Mercy Triumphs

This year, holy week has made my heart so heavy. I am so unworthy of any sort of grace or mercy, yet Jesus gave it at the ultimate price – his life. Thinking back on the Old Testament and all the regulations and sacrifices that God’s people had to keep in order to be in right relationship with him is overwhelming. How could I keep all those commands? God’s wrath burned hot against his people when they turned away, and until they made their sin offerings, they were unclean in God’s eyes. He destroyed those who rebelled against him, yet showed the most tender love to those who lived a righteous and holy life. Living a consecrated life is outlined so clearly in the Old Testament, yet because of the hundreds of laws, how was it attainable?

Then I think about the perfect love of the Father who had a plan that was prophesied about at the very beginning. Throughout the whole Old Testament prophesies of the coming Messiah gave hope to God’s people – in the moments that God was silent, his people still anticipated their salvation. How discouraging it would be to wait for a Messiah and never see one; to hear stories of God’s abundant faithfulness, signs and wonders, but to be in a season of silence. I wonder how Simeon and Ana felt when they met their Savior as a baby in the temple. The promise of God had finally been fulfilled – but that was just a start.

When Jesus started ministry, he healed the sick, performed signs and wonders, taught, and fulfilled prophesies of old. He walked a completely consecrated and holy life, fully human and fully God. He became the example of evangelism, loving others without judgement, and serving selflessly. But his ministry was just a side show to God’s plan of redemption; after 3 years, his ministry ended in the most loving and beautiful way.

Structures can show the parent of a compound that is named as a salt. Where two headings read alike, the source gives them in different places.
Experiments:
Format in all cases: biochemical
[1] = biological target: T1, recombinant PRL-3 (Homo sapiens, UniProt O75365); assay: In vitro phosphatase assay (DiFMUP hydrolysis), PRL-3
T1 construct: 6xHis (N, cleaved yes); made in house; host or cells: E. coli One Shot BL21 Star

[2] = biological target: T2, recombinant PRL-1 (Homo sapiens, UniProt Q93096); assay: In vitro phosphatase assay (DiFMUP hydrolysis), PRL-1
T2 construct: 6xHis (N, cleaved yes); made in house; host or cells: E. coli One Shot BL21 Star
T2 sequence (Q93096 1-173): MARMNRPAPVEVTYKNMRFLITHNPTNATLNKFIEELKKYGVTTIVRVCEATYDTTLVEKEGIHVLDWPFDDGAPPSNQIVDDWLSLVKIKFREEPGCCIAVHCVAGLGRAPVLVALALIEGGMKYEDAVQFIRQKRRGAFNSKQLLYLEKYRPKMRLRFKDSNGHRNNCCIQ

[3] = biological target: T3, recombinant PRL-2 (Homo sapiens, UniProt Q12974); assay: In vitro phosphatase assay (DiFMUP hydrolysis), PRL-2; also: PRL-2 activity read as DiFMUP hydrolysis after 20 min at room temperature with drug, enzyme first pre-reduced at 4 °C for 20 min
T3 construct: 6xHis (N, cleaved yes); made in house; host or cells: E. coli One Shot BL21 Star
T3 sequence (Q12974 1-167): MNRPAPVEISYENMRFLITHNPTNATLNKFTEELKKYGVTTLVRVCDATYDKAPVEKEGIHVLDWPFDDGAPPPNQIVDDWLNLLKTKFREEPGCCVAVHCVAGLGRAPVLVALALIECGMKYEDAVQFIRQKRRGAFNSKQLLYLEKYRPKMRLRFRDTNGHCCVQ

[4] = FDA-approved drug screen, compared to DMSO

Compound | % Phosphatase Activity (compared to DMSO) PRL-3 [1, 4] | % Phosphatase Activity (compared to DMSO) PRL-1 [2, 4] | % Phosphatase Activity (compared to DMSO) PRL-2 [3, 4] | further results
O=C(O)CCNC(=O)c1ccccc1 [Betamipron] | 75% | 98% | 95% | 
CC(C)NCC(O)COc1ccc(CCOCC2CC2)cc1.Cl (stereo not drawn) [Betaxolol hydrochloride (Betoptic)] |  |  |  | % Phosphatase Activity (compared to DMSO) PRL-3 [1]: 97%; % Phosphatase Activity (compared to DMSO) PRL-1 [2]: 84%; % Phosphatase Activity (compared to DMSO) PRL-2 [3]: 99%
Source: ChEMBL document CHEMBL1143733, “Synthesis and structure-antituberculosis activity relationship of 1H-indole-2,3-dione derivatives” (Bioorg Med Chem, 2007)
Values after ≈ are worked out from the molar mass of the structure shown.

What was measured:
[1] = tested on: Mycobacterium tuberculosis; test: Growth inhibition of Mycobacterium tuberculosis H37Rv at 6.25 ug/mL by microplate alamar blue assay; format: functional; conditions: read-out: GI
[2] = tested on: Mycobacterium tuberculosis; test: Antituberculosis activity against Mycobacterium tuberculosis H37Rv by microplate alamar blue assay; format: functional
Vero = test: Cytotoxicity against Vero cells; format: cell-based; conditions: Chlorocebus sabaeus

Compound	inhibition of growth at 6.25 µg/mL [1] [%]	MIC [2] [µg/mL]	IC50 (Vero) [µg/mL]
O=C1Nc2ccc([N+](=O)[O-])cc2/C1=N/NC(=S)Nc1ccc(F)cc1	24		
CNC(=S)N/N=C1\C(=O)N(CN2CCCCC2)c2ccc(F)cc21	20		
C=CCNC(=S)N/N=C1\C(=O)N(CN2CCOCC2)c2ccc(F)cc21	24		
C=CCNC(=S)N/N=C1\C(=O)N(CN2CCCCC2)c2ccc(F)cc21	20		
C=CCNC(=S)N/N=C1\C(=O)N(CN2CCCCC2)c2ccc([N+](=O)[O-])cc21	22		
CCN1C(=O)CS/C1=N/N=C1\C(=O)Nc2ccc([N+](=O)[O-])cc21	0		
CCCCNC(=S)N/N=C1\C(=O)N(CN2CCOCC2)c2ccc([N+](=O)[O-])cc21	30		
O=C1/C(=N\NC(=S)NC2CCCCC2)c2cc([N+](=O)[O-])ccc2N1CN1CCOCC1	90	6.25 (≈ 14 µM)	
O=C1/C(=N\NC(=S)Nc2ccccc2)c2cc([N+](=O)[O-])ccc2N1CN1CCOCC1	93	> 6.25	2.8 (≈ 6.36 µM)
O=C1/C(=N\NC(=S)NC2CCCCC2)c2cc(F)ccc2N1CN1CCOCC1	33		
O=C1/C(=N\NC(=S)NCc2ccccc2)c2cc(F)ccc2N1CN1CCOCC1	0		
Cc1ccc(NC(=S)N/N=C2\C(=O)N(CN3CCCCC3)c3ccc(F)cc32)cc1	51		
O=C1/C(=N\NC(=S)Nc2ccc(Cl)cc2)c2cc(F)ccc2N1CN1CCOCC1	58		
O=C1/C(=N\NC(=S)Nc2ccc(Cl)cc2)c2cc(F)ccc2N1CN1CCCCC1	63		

After Israelite festival, Passover, Jesus was betrayed by one of his closest friends, Judas Iscariot. Jesus was betrayed in such a personal and intimate way, but he already knew this was to happen. God had not hidden his plan from the Son; but oh how Jesus pleaded that the cup of suffering would be taken from him. The sorrow that filled that day, I will never know, but my heart aches knowing that Jesus desired that I would be close to God, so he gave his very life for that cause.

No other sacrifices needed to be made ever again when Jesus hung on the cross. He was the final sacrificial lamb to satisfy the wrath of God once and for all. As Jesus said “it is finished”, my sin became his, and the Father turned away – the sky turned dark, the ground shook, and the temple veil tore. For God had sacrificed the dearest thing to him for my heart and the separation between God and man was forever mended. I pray that the weight of that never evades me.

The story doesn’t just end there, though. Sunday was just around the corner! On the third day, Jesus triumphed over the grave, and death itself became powerless as God’s great mercy was put on full display. How could a holy God love such an unholy people, I will never fully understand, but one thing I know for sure is that  because of Jesus’ work on the cross, the Father’s mercy and kindness will always overshadow my shortcomings and failures. My prayer is that you and I would know the love that the Father has for us in greater measures this holy week; that we would be struck with a new awe and wonder of the cross. My hope is that we would recognize the weight of our sins, but even more so the depth of God’s grace . . . For mercy has triumphed. 

 

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